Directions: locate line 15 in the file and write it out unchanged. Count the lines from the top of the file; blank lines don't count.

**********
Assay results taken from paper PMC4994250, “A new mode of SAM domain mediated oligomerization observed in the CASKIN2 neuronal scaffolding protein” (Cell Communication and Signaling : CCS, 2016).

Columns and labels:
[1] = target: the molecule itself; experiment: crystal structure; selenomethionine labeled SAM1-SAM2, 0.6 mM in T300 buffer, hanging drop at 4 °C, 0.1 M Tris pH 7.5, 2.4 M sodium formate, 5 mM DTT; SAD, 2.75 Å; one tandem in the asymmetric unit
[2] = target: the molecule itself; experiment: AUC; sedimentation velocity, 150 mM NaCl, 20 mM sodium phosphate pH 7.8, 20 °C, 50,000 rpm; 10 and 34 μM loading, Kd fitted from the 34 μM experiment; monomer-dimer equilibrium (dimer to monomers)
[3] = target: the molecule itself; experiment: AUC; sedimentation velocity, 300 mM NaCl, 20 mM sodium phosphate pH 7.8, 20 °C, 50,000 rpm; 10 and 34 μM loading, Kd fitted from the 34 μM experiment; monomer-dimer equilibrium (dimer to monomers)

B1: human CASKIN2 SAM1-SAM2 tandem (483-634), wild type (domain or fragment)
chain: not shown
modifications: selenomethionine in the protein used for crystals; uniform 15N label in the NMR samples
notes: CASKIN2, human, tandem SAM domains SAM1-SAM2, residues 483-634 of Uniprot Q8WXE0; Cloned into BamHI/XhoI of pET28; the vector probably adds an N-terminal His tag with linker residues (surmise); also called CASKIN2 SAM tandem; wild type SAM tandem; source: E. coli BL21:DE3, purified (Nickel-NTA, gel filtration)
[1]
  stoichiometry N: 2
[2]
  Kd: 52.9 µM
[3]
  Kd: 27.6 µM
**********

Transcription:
  Kd: 27.6 µM